Inhumane Resource Center

Twenty-five years ago, book/daddy did a little research on some marginalia that Gerard Manley Hopkins penned on a manuscript copy of one of his poems. The single piece of paper is in the Humanities Resource Center, the great archive at the University of Texas at Austin, and book/daddy wrote an article about what the musical notations (Hopkins was helping his sister set the poem to music) revealed about Hopkins' idiosyncratic poetic techniques.

The article was accepted by an academic journal -- a nifty little coup for a grad student. But then book/daddy's troubles with the HRC began. The journal wanted to run an image of the manuscript, and the HRC did a fine job throwing up roadblocks. Eventually, the journal gave up. The frustrations involved were one of several last straws in Austin that led book/daddy to exit graduate studies entirely -- "and twitch his mantle blue, tomorrow to fresh woods and pastures new."

That's all an intro for D. T. Max's fascinating backstage look at the HRC's increrdible holdings and its wheeling-and-dealing with authors. The HRC had so much money when it came to literary manuscript auctions that, it was said in the '70s, the Texans had single-handedly doubled the asking price for an author's attic garbage. As Mr. Max also mentions in his New Yorker story, the place was once a secretive outfit, which explains my running up against that particular no-publication wall. But the place has changed, although it's mostly a return to its cattle-rustling glory days, thanks to director Tom Staley, who exemplifies the kind of aggressive horsetrading Texans love.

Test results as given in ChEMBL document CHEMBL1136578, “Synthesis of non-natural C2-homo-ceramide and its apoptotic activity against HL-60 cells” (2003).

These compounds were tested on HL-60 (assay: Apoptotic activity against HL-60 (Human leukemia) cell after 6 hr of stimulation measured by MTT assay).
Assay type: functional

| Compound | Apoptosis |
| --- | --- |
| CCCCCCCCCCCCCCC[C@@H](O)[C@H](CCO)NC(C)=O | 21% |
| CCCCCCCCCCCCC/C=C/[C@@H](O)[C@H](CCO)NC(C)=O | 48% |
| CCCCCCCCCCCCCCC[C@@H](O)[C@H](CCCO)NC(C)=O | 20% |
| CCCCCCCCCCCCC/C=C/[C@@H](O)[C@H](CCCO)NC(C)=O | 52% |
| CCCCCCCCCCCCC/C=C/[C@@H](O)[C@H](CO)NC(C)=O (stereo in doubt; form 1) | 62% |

The article's extra-added fascination, though, seems to come out of left field: Mr. Max gives the most detailed account anyone has set down of Don DeLillo's writing process (judging from multiple manuscripts and letters to fellow writers like David Foster Wallace that the HRC owns). It's the most detailed account we're likely to have until someone writes a post-mortem DeLillo bio.

Thanks to Ernie for the heads up.

June 10, 2007 11:26 PM |



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This page contains a single entry by book/daddy published on June 10, 2007 11:26 PM.

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